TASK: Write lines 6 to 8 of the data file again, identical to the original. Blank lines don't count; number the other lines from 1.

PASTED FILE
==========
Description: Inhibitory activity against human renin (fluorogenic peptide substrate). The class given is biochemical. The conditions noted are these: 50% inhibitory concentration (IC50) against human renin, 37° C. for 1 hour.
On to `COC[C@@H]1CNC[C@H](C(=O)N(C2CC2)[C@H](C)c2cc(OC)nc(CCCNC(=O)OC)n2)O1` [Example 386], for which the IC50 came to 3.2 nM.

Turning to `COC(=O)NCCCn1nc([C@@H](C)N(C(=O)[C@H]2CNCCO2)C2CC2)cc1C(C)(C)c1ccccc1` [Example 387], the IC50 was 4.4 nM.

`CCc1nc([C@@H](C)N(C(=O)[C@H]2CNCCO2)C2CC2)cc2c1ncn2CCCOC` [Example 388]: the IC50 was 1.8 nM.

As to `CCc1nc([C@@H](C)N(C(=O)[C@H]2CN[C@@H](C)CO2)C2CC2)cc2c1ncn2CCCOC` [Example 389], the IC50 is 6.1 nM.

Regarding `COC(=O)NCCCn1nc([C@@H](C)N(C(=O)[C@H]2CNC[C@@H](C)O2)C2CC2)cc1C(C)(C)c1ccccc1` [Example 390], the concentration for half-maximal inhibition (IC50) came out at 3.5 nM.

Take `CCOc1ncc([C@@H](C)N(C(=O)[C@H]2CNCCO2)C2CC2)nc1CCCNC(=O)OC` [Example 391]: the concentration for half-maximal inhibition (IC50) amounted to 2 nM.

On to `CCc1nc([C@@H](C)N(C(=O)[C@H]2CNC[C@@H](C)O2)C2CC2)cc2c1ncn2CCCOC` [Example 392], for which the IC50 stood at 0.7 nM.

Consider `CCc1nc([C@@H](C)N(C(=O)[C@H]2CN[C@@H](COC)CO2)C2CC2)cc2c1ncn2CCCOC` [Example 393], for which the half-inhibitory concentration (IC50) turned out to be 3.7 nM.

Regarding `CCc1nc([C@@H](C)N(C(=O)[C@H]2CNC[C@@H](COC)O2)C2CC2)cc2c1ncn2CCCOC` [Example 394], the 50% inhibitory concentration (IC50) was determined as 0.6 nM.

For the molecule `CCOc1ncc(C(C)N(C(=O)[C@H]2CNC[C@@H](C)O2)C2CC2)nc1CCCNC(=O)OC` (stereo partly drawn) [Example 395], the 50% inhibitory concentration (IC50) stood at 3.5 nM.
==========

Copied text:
Regarding `COC(=O)NCCCn1nc([C@@H](C)N(C(=O)[C@H]2CNC[C@@H](C)O2)C2CC2)cc1C(C)(C)c1ccccc1` [Example 390], the concentration for half-maximal inhibition (IC50) came out at 3.5 nM.

Take `CCOc1ncc([C@@H](C)N(C(=O)[C@H]2CNCCO2)C2CC2)nc1CCCNC(=O)OC` [Example 391]: the concentration for half-maximal inhibition (IC50) amounted to 2 nM.

On to `CCc1nc([C@@H](C)N(C(=O)[C@H]2CNC[C@@H](C)O2)C2CC2)cc2c1ncn2CCCOC` [Example 392], for which the IC50 stood at 0.7 nM.